It’s my third day of freedom from the shackles that were (& I suppose still are) the Microsoft Office Team (specifically my immediate team, the “WHOMP,” team, a moniker given to us my our illustrious TOOL of a manager—who describes himself as a “Bon Vivant” on LinkedIn—and one I never bothered to find out what it meant.).
I cannot express the feeling of relief in my chest. The loosening of the gray phlegmatic 1s and 0s that comprise all computer work. Although I had a good, solid 10+ years at Microsoft (a company name I believe I dared not mention—until now) on this blog, this diary of sorts, this way of making myself believe I can still write full sentences that do not include the terms “click” or “menu” or “properties”.
I should have left April 19th, 2011, when a marketing wonk (whom I’d never met) named Craig Kerwien snidely informed me—while wearing his $200+ Microsoft Marketing Puffy Jacket (that group’s Christmas presents the previous year; our team group got….oh right: nothing) pilgrim-toed shoes, and thinning gelled hair—in a meeting that my job for the past 9.5 years, the Microsoft Crabby Office Lady, a force unto herself with more than 1 million followers, was being killed off because 1) Absolutely no one (well, on the marketing team, he said, which of course is all that counts) uses the word “crabby” anymore; 2) The Crabby Office Lady did NOT make the company any money (“good will does not translate into dollars” he smirked); and 3) ….I don’t think there was a third reason. By then I was thinking that it was my birthday and had just received a not-so-good phone call from. Y gynecologist regarding a biopsy.
Yeah, it was a great day.
My manager didn’t warn me about this impending cut (he wasn’t even on the Microsoft grounds that day—I’ve never even met the tool). His fathead (& I do mean that literally and if you know who he is you’ll know it’s true) didn’t warn me; and the two managers above him, the people who sanctioned Crabby in 2002 didn’t warn me.
But I did get this: An editor on our team was in the meeting and she took me to her office, closed the door, lowered her voice, and veritably cupped her hands around her mouth as she whispered to me that she hadn’t personally heard anything of my impending firing but that she knew Amazon was hiring. Classy, girl named after a spiky, thorny holiday plant that never flowers; classy. Hope it made you feel strong at a time when you probably knew that your time as head blog honcho was about to be pulled out from under you. I’d hoped for more from you. But hey, click File > Info > Embed in Memory.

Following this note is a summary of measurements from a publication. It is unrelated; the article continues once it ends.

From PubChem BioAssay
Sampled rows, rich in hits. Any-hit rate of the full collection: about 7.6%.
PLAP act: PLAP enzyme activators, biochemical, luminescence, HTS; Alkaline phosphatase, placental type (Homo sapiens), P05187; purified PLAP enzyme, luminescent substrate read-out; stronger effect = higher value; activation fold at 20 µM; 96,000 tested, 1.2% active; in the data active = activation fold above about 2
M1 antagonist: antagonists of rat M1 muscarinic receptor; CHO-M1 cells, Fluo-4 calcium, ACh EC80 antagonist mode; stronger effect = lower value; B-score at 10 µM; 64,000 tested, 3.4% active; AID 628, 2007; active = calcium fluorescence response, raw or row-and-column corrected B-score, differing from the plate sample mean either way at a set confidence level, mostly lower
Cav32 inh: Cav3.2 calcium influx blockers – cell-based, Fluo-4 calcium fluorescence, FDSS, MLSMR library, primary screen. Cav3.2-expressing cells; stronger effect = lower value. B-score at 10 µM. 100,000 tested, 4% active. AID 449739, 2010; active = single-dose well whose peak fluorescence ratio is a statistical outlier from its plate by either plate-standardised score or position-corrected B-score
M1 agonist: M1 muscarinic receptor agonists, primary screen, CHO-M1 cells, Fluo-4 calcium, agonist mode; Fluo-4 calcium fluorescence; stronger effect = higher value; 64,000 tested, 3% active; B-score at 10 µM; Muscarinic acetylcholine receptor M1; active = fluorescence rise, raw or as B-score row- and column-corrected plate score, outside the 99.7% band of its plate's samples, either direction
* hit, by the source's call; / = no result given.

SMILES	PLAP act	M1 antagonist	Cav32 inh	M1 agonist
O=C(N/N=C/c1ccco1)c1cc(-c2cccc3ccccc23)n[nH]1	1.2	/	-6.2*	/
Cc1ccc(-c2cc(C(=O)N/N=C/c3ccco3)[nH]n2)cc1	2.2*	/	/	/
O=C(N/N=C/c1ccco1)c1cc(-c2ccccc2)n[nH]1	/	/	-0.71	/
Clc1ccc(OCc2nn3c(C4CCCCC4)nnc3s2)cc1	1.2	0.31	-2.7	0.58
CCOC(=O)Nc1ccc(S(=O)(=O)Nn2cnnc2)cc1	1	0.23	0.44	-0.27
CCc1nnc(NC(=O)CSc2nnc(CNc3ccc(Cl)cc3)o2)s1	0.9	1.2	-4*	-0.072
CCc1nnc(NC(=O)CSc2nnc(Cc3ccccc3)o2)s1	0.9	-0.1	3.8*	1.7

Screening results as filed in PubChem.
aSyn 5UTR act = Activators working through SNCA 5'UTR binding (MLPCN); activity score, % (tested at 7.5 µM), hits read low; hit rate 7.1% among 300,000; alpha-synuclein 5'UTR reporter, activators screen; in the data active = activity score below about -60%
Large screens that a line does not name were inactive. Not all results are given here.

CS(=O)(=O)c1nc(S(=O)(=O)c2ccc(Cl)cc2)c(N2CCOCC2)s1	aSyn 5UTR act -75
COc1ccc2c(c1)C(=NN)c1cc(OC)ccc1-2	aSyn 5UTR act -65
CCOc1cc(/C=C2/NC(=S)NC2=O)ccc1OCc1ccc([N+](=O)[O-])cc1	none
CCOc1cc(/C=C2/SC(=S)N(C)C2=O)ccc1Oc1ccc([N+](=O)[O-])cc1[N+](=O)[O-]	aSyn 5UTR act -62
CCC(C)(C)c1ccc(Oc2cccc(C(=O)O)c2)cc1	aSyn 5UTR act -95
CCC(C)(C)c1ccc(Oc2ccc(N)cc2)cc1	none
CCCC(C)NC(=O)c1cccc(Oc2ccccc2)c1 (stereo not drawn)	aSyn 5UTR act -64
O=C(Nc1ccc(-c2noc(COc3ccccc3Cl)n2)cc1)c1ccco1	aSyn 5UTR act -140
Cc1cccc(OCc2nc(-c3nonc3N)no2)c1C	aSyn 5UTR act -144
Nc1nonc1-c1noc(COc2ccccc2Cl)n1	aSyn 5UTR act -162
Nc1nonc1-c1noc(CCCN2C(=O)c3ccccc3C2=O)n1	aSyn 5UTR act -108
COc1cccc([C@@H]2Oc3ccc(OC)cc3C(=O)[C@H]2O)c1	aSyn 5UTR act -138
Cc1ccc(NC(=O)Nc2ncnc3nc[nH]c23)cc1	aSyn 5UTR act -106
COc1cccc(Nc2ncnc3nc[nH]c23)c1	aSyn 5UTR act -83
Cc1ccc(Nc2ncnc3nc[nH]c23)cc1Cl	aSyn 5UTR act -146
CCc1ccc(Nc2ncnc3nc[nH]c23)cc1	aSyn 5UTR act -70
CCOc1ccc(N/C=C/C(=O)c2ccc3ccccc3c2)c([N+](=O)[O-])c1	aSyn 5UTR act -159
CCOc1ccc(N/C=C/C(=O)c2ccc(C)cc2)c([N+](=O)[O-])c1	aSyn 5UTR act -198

I had a few weeks to wrap up Crabby’s story and pack her off (which I did…to her own desert island where she enjoyed being the Cougar she always was inside). And then I was assigned to writing Outlook help topics for the next version of Office coming out (oops…can’t tell ya when that is though I know you’re dying to upgrade from what…2003?), with a guy who’d been writing Outlook Help topics since 2003. Can you imagine? He was one really crabby guy and left to work at—oh yeah! AMAZON!—a couple weeks before my departure. Then I wrote Word topics until just last week.
Without giving too much away, I went from writing what I and millions other computer users considered useful, fun, humorous, and thoughtful content to writing things like…
…wait for it…
“Print multiple copies of a document.”
Yep, when you have to look that up in Help when you upgrade to the next version of Word about 7 years from now, you’ll see my fingerprints all over that sucker. It took weeks, I tell you, WEEKS of research to get that one down. And the art! My god! The training I had to endure! The feeling of inadequacy!
Truth be told, my fourth grader was sitting next to me as I was looking over the final version of it to make sure it was technically and grammatically correct…not to mention in the right tone and employing just the right amount of empathy toward a frustrated user who had to look up this complicated topic… (And for those of you in the know, I will not use the “v” word since Microsoft has no doubt copyrighted it and I’d probably be in some sort of legal trouble for using it even though we ALL KNOW I started that revolution in February 2002.)
Anyway, my 9-year-old said to me, “Is that a joke? Is that your job now? To write down things that we learned in first grade?”
I felt so proud.
(Yes, Bian, there is a Bill Gates, and he’d be mortified to know that the company he started was paying me a six figure salary to do the job anyone with a sixth grade —of perhaps first grade—education could do while skipping rope.)
But then again, I never did get a puffy jacket so I guess it all balanced out.
Goodbye Crabby—you’ll always be a part of me.
And that is the end of THAT era. Onto better, more useful things that make me embarrassed in front of my daughter!!!